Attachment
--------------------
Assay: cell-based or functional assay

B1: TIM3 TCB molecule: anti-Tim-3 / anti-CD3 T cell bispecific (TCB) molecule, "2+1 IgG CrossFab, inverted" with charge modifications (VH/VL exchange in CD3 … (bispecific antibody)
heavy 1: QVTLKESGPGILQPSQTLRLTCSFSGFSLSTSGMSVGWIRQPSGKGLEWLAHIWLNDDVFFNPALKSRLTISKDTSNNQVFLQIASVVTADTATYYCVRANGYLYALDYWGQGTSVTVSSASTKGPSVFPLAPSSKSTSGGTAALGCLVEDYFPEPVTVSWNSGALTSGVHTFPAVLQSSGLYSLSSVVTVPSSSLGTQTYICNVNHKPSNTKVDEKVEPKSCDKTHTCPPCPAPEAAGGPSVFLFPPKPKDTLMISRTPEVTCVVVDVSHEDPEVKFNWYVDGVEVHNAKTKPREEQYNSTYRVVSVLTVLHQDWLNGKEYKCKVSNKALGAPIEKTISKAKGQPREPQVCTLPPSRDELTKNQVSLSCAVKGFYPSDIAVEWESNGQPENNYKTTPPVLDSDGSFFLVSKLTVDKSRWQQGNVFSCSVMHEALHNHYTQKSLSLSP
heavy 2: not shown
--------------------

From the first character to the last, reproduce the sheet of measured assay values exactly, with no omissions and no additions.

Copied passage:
Assay: cell-based or functional assay

B1: TIM3 TCB molecule: anti-Tim-3 / anti-CD3 T cell bispecific (TCB) molecule, "2+1 IgG CrossFab, inverted" with charge modifications (VH/VL exchange in CD3 … (bispecific antibody)
heavy 1: QVTLKESGPGILQPSQTLRLTCSFSGFSLSTSGMSVGWIRQPSGKGLEWLAHIWLNDDVFFNPALKSRLTISKDTSNNQVFLQIASVVTADTATYYCVRANGYLYALDYWGQGTSVTVSSASTKGPSVFPLAPSSKSTSGGTAALGCLVEDYFPEPVTVSWNSGALTSGVHTFPAVLQSSGLYSLSSVVTVPSSSLGTQTYICNVNHKPSNTKVDEKVEPKSCDKTHTCPPCPAPEAAGGPSVFLFPPKPKDTLMISRTPEVTCVVVDVSHEDPEVKFNWYVDGVEVHNAKTKPREEQYNSTYRVVSVLTVLHQDWLNGKEYKCKVSNKALGAPIEKTISKAKGQPREPQVCTLPPSRDELTKNQVSLSCAVKGFYPSDIAVEWESNGQPENNYKTTPPVLDSDGSFFLVSKLTVDKSRWQQGNVFSCSVMHEALHNHYTQKSLSLSP
heavy 2: not shown